When a child is sick or there’s an ache you can’t explain, the first person you’ll talk to is a nurse. Once a year, we have the opportunity to recognize the front line of healthcare (after mom, of course). Nurses are transforming healthcare one patient at a time, working harrowing hours as the backbone of the medical industry.
How do we honor our nurses? We celebrate National Nurses Week in May of every year and spend a week showing our appreciation for these dedicated men and women. Not only do these activities need be fun and affordable, which is always a challenge in itself, but it’s also a great opportunity to include some media outreach and promote the value of nursing in your local community.
While National Nurses Week for this year has passed in some areas, Houston is celebrating it this week. Celebrate them today, and if you begin planning now for 2015, you will be able to implement many of these efforts that are low cost but have a huge impact on the nurses and the facility as a whole.
- Massages in the work place are a great way to show your staff you really care. “Therapeutic massage can address the stress problems that nurse’s encounter on a day to day basis. They alleviate chronic pain, tension, headaches, and increase productivity” says Tamara Tardy, whose gifted hands provide relief for the Houston Ballet, Alley Theater, ExxonMobil and several hospitals in the Houston area. (Tip: Invite several massage therapists to set up shop on-site and task the reception desk with scheduling time so that each member of the team can enjoy a massage.)
- Food and awards seem to go nicely together. Let your staff know they are valued by hosting an award breakfast, lunch or all day buffet. Nurses can rotate so that everyone can have the opportunity to attend and enjoy the event while managers give awards and acknowledge nurses who have excelled in fulfilling their role. (Tip: Some HR professionals schedule annual supplier negotiations to coincide with the planning of nurse’s week to get more support for the events.)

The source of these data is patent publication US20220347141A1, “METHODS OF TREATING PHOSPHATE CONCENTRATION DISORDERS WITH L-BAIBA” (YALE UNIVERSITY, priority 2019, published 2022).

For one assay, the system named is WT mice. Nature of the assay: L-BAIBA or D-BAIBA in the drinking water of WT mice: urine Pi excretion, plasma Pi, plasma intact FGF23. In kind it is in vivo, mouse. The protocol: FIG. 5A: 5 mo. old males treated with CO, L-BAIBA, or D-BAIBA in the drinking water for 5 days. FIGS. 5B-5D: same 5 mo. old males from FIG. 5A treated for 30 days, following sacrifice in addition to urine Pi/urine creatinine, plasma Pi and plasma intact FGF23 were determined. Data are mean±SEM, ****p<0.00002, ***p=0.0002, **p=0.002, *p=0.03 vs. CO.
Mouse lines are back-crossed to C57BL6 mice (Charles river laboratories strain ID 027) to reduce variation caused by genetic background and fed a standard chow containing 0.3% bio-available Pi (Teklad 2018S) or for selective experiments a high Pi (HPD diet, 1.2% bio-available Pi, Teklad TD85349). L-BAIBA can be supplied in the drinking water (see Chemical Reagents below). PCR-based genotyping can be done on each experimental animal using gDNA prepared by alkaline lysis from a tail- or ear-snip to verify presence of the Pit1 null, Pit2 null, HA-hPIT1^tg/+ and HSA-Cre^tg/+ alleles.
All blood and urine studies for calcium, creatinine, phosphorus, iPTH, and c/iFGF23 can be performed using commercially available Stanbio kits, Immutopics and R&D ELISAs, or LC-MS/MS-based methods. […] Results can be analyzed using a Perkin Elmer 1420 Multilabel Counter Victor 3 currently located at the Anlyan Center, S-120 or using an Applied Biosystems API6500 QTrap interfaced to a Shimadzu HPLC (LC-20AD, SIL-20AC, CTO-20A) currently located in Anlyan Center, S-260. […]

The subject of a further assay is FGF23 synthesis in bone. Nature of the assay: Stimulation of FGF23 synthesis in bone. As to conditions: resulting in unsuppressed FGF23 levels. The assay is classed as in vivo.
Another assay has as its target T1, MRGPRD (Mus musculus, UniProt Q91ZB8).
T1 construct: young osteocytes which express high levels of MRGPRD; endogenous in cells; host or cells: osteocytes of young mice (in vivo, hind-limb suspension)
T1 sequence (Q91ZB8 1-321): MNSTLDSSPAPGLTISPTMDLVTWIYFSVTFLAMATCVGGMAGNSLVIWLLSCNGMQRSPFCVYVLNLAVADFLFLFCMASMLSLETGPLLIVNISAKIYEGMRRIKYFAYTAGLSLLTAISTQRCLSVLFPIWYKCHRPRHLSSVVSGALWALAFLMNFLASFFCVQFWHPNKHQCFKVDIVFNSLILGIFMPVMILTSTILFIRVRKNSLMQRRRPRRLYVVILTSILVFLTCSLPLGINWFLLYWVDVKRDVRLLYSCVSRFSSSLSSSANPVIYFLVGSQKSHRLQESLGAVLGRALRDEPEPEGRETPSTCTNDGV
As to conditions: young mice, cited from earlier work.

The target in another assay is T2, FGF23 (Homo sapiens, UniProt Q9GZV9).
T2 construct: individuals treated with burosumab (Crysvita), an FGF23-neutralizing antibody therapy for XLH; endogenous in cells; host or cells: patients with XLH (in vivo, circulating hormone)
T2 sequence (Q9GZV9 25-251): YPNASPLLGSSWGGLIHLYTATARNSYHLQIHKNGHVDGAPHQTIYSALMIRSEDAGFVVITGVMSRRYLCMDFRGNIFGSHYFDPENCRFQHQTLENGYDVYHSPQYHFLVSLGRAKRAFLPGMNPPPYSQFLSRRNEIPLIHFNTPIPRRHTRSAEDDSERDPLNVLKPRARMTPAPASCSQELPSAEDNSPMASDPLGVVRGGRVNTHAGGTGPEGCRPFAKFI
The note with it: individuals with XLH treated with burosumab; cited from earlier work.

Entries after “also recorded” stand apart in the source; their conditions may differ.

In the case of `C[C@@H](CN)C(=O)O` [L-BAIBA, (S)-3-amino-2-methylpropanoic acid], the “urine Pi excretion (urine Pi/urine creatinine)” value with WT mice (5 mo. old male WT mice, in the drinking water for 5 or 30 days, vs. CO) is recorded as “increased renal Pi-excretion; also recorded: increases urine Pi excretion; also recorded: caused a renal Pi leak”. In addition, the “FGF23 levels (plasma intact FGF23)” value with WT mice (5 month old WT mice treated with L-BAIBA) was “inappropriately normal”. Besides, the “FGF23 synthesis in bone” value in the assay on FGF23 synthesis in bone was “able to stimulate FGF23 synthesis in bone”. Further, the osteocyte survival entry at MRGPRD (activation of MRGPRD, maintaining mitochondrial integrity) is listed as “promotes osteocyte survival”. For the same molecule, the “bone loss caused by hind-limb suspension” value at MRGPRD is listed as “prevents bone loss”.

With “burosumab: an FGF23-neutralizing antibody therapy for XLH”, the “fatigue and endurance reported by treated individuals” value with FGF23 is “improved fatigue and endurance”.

- Make it fun. Playful activities and contests can be incorporated into professional development, and the winners of these contests can receive gift certificates or prizes donated from suppliers and vendors. Some examples of these activities might be setting up a relay race in which nurses have to check vital signs, calculate a dose of medication, or come up with a new slogan for the unit. (Tip: Align the contests with your next continuing education/training topics so that you can reflect back on the memories, activities and winners for greater engagement from your team.)
- Let your decorations do double duty! Invite former patients, nursing students, and doctors to write ‘thank you’s’ to nurses who have made a difference in their lives. Add a little color and trim, then post these praises prominently so that everyone can see the impact nurses have in our lives while promoting the professional and personal attributes that characterize these amazing people. (Tip – use the verbiage in these ‘thank you’s’ on next year’s promo pieces and individual giveaways because sentiment from the heart is priceless.)
- Say it loud and say it proud. During Nurses Week, don’t forget to spread the word about the value of nurses in the community and the efforts your facility is making to show your appreciation. Contact your local newspaper or write a press release about your events, submit an article on Nurses Week to industry publications, and take pictures and post to social media and your website. Promoting the value of nurses is essential to ensuring future generations rise and aspire, but this is also a valuable opportunity to improve on the branding and culture of your organization. (Tip – look for cross-promotional opportunities in exchange for discounts on supplies for the event.)
Always remember that recognition is only effective if it touches the person on an emotional level. If you can make it meaningful, personal and sincere, you don’t have to go broke. A handwritten note stuck to a bag of one’s favorite candy can be more effective than an anonomous cash gift. If you plan in advance and elicit help from students, volunteers, vendors and suppliers, you don’t have to go crazy. The key here is to start with a blueprint of last year’s events, and apply delegation and advanced communication.
How did you celebrate Nurses Week? Lend us ideas, failures and successes in the comments.